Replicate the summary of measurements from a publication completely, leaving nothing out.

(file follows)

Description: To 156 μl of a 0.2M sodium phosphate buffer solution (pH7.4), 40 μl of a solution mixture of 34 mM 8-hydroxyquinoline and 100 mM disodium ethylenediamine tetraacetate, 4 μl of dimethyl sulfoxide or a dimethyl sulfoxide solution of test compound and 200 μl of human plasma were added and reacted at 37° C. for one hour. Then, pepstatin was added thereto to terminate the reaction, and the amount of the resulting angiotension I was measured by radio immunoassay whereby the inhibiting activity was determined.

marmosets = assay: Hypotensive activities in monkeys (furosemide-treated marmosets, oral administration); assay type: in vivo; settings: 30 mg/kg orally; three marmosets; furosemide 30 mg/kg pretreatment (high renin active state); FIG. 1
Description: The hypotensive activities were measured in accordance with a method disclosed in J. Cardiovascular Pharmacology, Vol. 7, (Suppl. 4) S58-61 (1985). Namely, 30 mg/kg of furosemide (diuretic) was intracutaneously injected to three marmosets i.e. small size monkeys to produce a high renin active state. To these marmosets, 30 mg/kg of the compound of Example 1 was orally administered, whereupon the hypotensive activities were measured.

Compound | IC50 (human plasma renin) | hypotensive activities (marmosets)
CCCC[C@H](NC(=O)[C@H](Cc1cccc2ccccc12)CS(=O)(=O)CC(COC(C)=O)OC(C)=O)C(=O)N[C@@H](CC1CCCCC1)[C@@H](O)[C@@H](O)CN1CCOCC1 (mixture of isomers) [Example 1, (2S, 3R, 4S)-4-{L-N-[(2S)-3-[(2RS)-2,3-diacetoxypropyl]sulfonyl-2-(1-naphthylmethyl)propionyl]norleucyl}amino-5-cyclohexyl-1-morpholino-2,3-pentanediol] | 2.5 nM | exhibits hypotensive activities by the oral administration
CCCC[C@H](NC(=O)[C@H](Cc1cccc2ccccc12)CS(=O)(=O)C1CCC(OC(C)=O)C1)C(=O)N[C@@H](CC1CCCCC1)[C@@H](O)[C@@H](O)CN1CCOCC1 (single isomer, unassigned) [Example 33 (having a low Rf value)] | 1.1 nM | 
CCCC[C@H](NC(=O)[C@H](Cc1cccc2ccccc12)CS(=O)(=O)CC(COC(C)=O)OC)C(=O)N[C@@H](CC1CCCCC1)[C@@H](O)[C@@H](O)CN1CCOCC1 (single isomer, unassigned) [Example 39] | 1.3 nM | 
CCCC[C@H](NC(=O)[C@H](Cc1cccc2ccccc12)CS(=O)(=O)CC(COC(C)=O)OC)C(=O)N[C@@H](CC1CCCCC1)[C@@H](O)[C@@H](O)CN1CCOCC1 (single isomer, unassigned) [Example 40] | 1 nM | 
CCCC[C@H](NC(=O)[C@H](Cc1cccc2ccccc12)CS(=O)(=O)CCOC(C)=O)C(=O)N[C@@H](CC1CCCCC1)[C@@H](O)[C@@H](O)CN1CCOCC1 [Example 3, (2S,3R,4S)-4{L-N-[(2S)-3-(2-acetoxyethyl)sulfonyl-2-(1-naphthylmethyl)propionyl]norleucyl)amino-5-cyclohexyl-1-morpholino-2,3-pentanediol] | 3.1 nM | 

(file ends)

Description: To 156 μl of a 0.2M sodium phosphate buffer solution (pH7.4), 40 μl of a solution mixture of 34 mM 8-hydroxyquinoline and 100 mM disodium ethylenediamine tetraacetate, 4 μl of dimethyl sulfoxide or a dimethyl sulfoxide solution of test compound and 200 μl of human plasma were added and reacted at 37° C. for one hour. Then, pepstatin was added thereto to terminate the reaction, and the amount of the resulting angiotension I was measured by radio immunoassay whereby the inhibiting activity was determined.

marmosets = assay: Hypotensive activities in monkeys (furosemide-treated marmosets, oral administration); assay type: in vivo; settings: 30 mg/kg orally; three marmosets; furosemide 30 mg/kg pretreatment (high renin active state); FIG. 1
Description: The hypotensive activities were measured in accordance with a method disclosed in J. Cardiovascular Pharmacology, Vol. 7, (Suppl. 4) S58-61 (1985). Namely, 30 mg/kg of furosemide (diuretic) was intracutaneously injected to three marmosets i.e. small size monkeys to produce a high renin active state. To these marmosets, 30 mg/kg of the compound of Example 1 was orally administered, whereupon the hypotensive activities were measured.

Compound | IC50 (human plasma renin) | hypotensive activities (marmosets)
CCCC[C@H](NC(=O)[C@H](Cc1cccc2ccccc12)CS(=O)(=O)CC(COC(C)=O)OC(C)=O)C(=O)N[C@@H](CC1CCCCC1)[C@@H](O)[C@@H](O)CN1CCOCC1 (mixture of isomers) [Example 1, (2S, 3R, 4S)-4-{L-N-[(2S)-3-[(2RS)-2,3-diacetoxypropyl]sulfonyl-2-(1-naphthylmethyl)propionyl]norleucyl}amino-5-cyclohexyl-1-morpholino-2,3-pentanediol] | 2.5 nM | exhibits hypotensive activities by the oral administration
CCCC[C@H](NC(=O)[C@H](Cc1cccc2ccccc12)CS(=O)(=O)C1CCC(OC(C)=O)C1)C(=O)N[C@@H](CC1CCCCC1)[C@@H](O)[C@@H](O)CN1CCOCC1 (single isomer, unassigned) [Example 33 (having a low Rf value)] | 1.1 nM | 
CCCC[C@H](NC(=O)[C@H](Cc1cccc2ccccc12)CS(=O)(=O)CC(COC(C)=O)OC)C(=O)N[C@@H](CC1CCCCC1)[C@@H](O)[C@@H](O)CN1CCOCC1 (single isomer, unassigned) [Example 39] | 1.3 nM | 
CCCC[C@H](NC(=O)[C@H](Cc1cccc2ccccc12)CS(=O)(=O)CC(COC(C)=O)OC)C(=O)N[C@@H](CC1CCCCC1)[C@@H](O)[C@@H](O)CN1CCOCC1 (single isomer, unassigned) [Example 40] | 1 nM | 
CCCC[C@H](NC(=O)[C@H](Cc1cccc2ccccc12)CS(=O)(=O)CCOC(C)=O)C(=O)N[C@@H](CC1CCCCC1)[C@@H](O)[C@@H](O)CN1CCOCC1 [Example 3, (2S,3R,4S)-4{L-N-[(2S)-3-(2-acetoxyethyl)sulfonyl-2-(1-naphthylmethyl)propionyl]norleucyl)amino-5-cyclohexyl-1-morpholino-2,3-pentanediol] | 3.1 nM | 